Through this run to the top of the American League Central and chase to the baseball playoffs, the Royals have been a team of streaks. Three victories here, eight there, three more here. A charge was reengaged immediately after a loss.
Remarkably, they’ve avoided the skid. No longer.
The Yankees made the most of their pit stop in Kansas City with an 8-1 triumph on Monday.
The game marked the end of a four-game series from early June, with the finale washed away. And the loss meant the Royals have dropped consecutive games for the first time since July 27 and 29. They had played 24 games (19-5) without losing two straight.
“We don’t think about that,” third baseman Mike Moustakas said. “We worry about what’s on our plate for tomorrow.”
After nearly a month of calm waters, the Royals have hit some chop, and their successive setbacks were similarly constructed.
A solo home run provided the Royals’ offense each day. Monday, it belonged to Moustakas. A day earlier, in a loss at Texas, Billy Butler went deep.
It wasn’t enough on either occasion but produced little concern for Royals manager Ned Yost. Asked if he was worried about the lack of offense the last two games, he sarcastically replied, “Oh, yeah.”
With the second-place Tigers idle, the Royals dropped a half-game in the AL Central standing, taking a 1 1/2-game lead into a three-game series with the Twins that begins tonight.
The Yankees head to Detroit for three games, with both clubs part of the playoff chase.
Monday’s game also marked the final Kauffman Stadium appearance of Yankees shortstop Derek Jeter, who will have a happy final memory of the place — and not just the standing ovation he received or the wave he delivered to the fans after grounding out in his final plate appearance.
Unless the teams meet in the postseason — not an inconceivable prospect given the Yankees’ five-game winning streak — Jeter’s final line in Kansas City will include two RBIs and a base hit that deflected off Royals starter James Shields, keeping alive a four-run seventh that broke open the game.
The Yankees also worked in a little long ball. Stephen Drew’s solo homer provided a 2-1 lead in the fourth. Martin Prado’s blast opened the seventh.
Those came against Shields. Jacoby Ellsbury swatted a two-run shot in the ninth and completed the onslaught.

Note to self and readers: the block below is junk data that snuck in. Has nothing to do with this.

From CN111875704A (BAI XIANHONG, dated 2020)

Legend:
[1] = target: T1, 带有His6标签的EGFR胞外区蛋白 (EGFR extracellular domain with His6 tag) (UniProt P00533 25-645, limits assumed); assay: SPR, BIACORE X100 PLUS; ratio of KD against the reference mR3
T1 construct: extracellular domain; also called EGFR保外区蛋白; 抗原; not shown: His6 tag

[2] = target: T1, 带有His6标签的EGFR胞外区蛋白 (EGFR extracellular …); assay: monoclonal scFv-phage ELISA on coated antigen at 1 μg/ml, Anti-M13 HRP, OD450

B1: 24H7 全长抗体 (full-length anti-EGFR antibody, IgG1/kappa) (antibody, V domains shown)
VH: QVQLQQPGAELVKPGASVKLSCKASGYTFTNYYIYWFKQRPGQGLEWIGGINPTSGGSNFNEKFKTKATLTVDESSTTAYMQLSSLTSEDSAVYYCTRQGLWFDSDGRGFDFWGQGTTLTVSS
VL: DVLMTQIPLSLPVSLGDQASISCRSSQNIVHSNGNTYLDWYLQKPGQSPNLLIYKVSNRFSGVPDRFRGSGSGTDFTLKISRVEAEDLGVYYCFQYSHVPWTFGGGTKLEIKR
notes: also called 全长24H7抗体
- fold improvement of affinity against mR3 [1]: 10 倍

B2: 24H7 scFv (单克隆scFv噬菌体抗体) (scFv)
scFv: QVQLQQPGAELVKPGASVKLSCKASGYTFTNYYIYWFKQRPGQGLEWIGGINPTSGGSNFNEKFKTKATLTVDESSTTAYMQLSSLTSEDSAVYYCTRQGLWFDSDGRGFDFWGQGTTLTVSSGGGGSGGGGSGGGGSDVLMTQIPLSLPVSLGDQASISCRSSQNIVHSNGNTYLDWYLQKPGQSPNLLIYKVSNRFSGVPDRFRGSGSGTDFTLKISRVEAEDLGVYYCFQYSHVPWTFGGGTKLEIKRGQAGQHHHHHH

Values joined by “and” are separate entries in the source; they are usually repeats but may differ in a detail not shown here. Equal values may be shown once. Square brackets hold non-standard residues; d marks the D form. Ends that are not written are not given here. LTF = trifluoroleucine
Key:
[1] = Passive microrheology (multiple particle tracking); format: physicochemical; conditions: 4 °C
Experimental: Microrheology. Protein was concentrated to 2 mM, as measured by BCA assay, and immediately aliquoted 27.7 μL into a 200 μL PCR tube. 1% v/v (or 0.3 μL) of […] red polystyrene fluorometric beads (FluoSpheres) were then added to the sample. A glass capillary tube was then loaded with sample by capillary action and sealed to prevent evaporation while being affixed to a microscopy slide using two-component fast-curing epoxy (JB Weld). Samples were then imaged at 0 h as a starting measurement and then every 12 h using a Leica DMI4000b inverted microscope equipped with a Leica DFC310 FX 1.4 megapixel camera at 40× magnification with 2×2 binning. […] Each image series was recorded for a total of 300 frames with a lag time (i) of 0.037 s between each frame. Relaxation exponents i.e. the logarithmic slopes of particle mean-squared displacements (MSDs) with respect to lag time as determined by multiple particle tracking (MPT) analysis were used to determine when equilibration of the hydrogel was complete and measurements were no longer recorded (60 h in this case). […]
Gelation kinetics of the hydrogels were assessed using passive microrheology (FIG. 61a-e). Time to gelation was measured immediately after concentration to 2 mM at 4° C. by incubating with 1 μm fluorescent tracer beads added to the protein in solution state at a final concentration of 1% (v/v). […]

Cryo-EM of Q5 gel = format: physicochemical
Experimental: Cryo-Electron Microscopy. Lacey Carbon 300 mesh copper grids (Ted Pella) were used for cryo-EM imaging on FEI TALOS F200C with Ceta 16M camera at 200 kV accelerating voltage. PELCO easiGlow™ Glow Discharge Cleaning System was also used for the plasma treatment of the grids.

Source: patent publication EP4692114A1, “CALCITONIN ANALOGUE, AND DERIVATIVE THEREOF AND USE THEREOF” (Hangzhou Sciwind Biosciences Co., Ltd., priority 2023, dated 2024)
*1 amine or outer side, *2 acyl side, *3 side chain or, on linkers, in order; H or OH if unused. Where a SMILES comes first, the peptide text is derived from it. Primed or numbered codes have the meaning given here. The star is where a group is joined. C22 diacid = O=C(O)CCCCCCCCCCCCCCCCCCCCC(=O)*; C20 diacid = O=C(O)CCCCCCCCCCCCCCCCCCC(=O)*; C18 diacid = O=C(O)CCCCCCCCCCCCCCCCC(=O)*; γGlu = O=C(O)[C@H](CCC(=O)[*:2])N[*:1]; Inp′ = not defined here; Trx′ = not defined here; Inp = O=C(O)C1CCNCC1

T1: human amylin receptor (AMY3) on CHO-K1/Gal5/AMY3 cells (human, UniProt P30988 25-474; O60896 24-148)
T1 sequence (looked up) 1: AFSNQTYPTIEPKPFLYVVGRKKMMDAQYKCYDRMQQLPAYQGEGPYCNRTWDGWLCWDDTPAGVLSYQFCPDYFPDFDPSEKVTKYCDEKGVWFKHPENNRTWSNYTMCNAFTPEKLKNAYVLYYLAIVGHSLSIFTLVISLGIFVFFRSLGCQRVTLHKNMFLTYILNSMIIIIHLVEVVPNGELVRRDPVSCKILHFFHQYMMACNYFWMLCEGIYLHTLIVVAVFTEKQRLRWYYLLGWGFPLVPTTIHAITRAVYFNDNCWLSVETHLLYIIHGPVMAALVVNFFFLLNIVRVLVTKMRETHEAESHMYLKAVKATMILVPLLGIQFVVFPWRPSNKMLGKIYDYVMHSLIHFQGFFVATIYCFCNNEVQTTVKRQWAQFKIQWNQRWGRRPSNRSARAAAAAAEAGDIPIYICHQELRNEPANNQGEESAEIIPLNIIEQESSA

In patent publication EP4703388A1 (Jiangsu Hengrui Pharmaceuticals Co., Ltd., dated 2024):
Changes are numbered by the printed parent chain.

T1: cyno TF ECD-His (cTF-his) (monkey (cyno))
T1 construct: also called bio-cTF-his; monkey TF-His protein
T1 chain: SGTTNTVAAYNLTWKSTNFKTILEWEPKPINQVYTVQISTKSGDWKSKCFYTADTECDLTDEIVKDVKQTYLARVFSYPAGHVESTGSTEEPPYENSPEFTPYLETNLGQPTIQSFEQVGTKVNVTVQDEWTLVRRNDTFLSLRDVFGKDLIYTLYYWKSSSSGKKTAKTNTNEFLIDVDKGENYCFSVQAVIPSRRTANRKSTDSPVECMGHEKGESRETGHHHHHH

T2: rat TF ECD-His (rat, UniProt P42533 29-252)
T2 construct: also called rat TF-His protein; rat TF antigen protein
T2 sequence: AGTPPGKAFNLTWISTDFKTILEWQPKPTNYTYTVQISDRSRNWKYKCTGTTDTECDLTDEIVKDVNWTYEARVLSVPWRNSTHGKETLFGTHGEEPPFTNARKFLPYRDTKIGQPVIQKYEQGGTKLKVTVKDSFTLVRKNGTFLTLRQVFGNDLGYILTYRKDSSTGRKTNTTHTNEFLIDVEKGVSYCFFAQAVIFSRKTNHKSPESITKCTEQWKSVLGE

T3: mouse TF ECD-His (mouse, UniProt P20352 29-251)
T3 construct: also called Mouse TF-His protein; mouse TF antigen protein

“We’re not really too worried about it,” Shields said. “Still got quite a ways to go, a long season left. We’re playing really good baseball over the last month or so. We’re not going to let one game take care of us.”
The beginning wasn’t much better for Royals. Jarrod Dyson opened with an infield single and was promptly picked off first by Michael Pineda.
Moustakas’ home run in the third, a 401-foot blast to right-center that moved him into a team-high tie with Alex Gordon and Salvador Perez with 15, was one of the few good Royals swings against Pineda.
“Guy’s got good stuff,” Moustakas said.
“He throws the ball 94, 95, mixes pitches well, has that split-change, and the slider was phenomenal for him tonight.”
The Royals didn’t put more than one runner on in an inning until the seventh, when Perez doubled to center and Lorenzo Cain poked an infield single. The uprising ended when Moustakas flied deep to center.
Jeter drove in the Yankees’ first run, and he got an assist from manager Joe Girardi.
Ichiro Suzuki started the inning with a line shot that deflected off Shields’ glove. The ball trickled behind him, and Shields had enough time to set and make a solid throw. Instead, he wheeled and threw wide of Butler, allowing Ichiro to take second.
Ellsbury reached on a fielder’s choice, sending Ichiro to third — and here’s where Girardi helped. He started Ellsbury, and when Jeter grounded to Alcides Escobar, moving toward the bag, Ellsbury had enough of a start to beat the shortstop. Ichiro scored, and Jeter had his 33rd RBI of the season and No. 1,294 of his career
He’d add another to those lists before the Royals’ long night was over.